Katie & Darin, Even as far out as North Dakota, Corn prices & the Confidence Index of Agriculture are strongly correlated. We never used to consider Corn a consistent agronomic Upper Great Plains top income performer. With all of the positives in todays Varieties, Renewable Fuels Standards Corn production & confident are directly linked. Were far from the I'-State's but even out here w/ 90-day maturity corn hybrids & premium corn values ;;; big expectations with corn drove great enterprise investment and expansion. Now it both price and confidence are greatly moderated.
Posted by Dale Reimers at 9:59PM CDT 03/25/14

Monday 03/24/14

Ag Confidence Index Foreshadows Things to Come
Some trends are bold and hard to ignore. Others are more subtle, more like foreshadow than forecast.[Read Full Blog Post]
Posted at 1:07PM CDT 03/24/14 by Katie Micik | Post a Comment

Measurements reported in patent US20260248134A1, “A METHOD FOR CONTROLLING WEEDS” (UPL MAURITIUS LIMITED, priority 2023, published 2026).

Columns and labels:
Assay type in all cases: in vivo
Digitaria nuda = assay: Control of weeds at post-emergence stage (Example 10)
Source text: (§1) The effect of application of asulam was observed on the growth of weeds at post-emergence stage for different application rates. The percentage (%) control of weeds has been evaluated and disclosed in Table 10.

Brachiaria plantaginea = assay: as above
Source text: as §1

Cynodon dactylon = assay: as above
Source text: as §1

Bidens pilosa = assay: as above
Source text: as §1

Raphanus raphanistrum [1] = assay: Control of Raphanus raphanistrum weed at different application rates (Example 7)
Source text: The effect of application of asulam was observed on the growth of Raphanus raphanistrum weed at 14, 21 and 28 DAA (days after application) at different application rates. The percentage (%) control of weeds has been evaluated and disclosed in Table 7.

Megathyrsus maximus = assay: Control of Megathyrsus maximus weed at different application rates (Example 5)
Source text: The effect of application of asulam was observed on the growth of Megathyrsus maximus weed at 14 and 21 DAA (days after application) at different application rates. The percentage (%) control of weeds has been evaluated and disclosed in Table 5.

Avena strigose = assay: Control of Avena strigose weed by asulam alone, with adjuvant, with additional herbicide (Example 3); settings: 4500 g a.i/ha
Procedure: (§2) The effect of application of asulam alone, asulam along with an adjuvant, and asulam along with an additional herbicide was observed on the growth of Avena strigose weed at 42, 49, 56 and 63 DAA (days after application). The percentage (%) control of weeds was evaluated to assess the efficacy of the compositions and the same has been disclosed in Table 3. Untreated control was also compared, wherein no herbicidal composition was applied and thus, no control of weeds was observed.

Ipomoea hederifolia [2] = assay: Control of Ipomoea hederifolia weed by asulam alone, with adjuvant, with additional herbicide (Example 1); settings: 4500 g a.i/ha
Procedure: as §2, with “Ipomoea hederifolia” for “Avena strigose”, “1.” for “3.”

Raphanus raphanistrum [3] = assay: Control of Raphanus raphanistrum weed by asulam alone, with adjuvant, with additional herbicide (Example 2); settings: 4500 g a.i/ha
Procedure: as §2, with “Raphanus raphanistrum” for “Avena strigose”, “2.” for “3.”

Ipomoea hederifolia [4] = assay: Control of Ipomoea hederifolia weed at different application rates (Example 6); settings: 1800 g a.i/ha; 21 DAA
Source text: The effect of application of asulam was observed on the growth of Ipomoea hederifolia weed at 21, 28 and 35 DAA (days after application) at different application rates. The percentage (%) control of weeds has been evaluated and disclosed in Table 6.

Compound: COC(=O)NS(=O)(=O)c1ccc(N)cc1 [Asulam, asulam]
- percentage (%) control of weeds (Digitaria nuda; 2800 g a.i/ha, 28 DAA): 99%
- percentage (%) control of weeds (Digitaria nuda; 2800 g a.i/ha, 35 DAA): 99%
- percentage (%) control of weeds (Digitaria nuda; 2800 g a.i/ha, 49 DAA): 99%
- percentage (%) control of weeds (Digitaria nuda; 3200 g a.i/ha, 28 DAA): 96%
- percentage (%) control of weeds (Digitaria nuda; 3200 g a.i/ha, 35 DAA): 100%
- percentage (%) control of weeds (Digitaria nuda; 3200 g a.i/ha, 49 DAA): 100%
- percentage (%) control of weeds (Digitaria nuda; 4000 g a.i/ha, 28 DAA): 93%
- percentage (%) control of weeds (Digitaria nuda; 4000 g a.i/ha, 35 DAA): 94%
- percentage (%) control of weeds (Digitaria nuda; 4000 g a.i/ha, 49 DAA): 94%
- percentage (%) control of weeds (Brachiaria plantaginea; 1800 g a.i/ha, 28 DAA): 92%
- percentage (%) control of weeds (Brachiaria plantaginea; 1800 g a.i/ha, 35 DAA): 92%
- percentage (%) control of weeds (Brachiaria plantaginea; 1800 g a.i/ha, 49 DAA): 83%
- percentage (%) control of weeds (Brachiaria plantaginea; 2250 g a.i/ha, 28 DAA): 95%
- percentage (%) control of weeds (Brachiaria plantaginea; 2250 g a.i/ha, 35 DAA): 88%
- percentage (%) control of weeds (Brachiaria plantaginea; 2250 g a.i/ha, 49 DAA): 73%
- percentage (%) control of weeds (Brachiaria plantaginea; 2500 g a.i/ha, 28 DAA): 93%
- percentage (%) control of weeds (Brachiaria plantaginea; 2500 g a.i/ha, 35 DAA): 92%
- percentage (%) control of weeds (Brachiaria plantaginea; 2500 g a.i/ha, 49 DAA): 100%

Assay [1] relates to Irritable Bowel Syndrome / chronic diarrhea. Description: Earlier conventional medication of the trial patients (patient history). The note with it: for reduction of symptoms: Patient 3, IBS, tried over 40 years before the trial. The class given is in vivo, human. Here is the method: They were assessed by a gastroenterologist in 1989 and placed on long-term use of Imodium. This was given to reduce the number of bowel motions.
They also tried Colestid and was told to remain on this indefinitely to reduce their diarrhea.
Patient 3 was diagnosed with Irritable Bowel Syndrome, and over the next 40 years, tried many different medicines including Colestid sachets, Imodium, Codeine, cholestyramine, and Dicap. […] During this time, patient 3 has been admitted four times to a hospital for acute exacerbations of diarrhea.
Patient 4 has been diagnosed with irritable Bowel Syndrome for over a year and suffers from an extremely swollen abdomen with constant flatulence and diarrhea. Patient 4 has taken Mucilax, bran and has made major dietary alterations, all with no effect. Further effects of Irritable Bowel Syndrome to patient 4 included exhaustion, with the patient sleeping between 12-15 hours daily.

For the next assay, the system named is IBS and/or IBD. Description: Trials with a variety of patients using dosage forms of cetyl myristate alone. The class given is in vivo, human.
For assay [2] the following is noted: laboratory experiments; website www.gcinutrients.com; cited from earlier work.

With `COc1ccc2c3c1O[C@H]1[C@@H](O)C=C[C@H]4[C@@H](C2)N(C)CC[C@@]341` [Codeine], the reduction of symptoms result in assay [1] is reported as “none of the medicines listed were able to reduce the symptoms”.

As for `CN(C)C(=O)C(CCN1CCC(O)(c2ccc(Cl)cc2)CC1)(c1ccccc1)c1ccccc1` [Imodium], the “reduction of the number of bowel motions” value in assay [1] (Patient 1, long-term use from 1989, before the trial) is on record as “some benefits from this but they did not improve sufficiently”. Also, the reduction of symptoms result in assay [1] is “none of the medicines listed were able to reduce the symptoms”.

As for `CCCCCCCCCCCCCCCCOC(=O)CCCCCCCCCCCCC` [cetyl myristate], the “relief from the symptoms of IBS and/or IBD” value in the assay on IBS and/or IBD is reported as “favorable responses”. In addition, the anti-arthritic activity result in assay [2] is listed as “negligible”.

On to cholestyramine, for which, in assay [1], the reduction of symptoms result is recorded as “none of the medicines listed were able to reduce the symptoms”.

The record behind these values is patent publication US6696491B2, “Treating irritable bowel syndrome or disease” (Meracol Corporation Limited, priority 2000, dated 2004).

Comments (1)
Katie, Your story is correct on all accounts. Larger landholders are apt to feel more immediate pain from the slimming of margins. And Equipment is wonderfully upgraded by all farms at this time. No need to spend further on Equipment for several years. Land will be very selectively purchased from now on under these low-margin propositions. Balance Sheets are strong and if a small parcel with quality fits a grower it will still sell very strong. But selectivity will dominate our grower land purchases more than it did in the $7.25 corn years. Controlling costs is a dominant concern this year.
Posted by Dale Reimers at 9:46PM CDT 03/25/14

Friday 03/21/14

Rail Service Slow to Recover
Things are looking up for grain movement over water, but movement by rail continues to look overburdened.[Read Full Blog Post]
Posted at 3:44PM CDT 03/21/14 by Mary Kennedy | 0 Comments | Post a Comment

Wednesday 03/19/14

CME Shifts to Variable Daily Limits
CME Group's new plan for variable price limits will allow higher limits when the market is high and lower limits when prices are low. It will replace the fixed daily price limits of 40 cents in the corn market and 70 cents in the soybean market.[Read Full Blog Post]
Posted at 7:59AM CDT 03/19/14 by Katie Micik | 0 Comments | Post a Comment

Monday 03/17/14

Intuitive, with the Potential for Confusion